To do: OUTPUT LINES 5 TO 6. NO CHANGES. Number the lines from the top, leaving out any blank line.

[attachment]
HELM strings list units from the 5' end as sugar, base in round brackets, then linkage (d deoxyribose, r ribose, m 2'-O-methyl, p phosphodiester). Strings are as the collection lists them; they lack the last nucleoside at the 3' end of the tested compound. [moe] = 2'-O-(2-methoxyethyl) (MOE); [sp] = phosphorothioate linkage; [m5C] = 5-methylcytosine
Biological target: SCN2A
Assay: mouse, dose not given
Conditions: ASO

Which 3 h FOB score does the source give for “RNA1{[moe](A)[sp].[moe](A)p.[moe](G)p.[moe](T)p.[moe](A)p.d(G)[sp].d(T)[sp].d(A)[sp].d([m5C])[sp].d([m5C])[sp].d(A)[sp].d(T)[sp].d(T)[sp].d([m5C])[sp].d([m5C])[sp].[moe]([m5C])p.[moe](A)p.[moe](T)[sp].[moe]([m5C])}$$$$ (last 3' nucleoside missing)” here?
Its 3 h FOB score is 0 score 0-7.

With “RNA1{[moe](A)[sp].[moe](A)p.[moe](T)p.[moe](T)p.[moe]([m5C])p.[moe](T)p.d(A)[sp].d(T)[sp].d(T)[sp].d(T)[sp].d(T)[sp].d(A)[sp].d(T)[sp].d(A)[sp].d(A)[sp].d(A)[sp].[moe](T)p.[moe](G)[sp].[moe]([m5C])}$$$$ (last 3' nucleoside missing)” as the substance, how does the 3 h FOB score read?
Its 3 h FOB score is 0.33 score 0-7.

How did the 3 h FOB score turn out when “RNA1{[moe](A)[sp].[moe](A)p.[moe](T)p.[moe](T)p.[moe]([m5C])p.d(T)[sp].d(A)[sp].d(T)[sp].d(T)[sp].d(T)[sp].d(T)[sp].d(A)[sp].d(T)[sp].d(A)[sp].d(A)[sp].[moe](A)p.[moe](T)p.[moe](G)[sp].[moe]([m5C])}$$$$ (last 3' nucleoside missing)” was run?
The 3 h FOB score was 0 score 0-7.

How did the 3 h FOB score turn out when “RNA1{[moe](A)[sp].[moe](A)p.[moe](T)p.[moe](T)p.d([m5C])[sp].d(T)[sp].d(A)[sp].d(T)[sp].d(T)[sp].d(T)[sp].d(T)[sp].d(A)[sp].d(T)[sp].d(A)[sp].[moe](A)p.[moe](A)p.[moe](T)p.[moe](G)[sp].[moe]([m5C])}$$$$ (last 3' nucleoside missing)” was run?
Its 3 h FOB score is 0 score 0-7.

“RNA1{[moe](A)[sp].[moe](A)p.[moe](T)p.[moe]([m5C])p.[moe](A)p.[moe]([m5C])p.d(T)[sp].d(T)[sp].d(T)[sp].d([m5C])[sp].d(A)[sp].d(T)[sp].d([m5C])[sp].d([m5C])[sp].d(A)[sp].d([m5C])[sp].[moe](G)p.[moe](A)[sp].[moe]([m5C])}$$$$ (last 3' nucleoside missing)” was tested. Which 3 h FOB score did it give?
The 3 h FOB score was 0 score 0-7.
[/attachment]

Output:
Which 3 h FOB score does the source give for “RNA1{[moe](A)[sp].[moe](A)p.[moe](G)p.[moe](T)p.[moe](A)p.d(G)[sp].d(T)[sp].d(A)[sp].d([m5C])[sp].d([m5C])[sp].d(A)[sp].d(T)[sp].d(T)[sp].d([m5C])[sp].d([m5C])[sp].[moe]([m5C])p.[moe](A)p.[moe](T)[sp].[moe]([m5C])}$$$$ (last 3' nucleoside missing)” here?
Its 3 h FOB score is 0 score 0-7.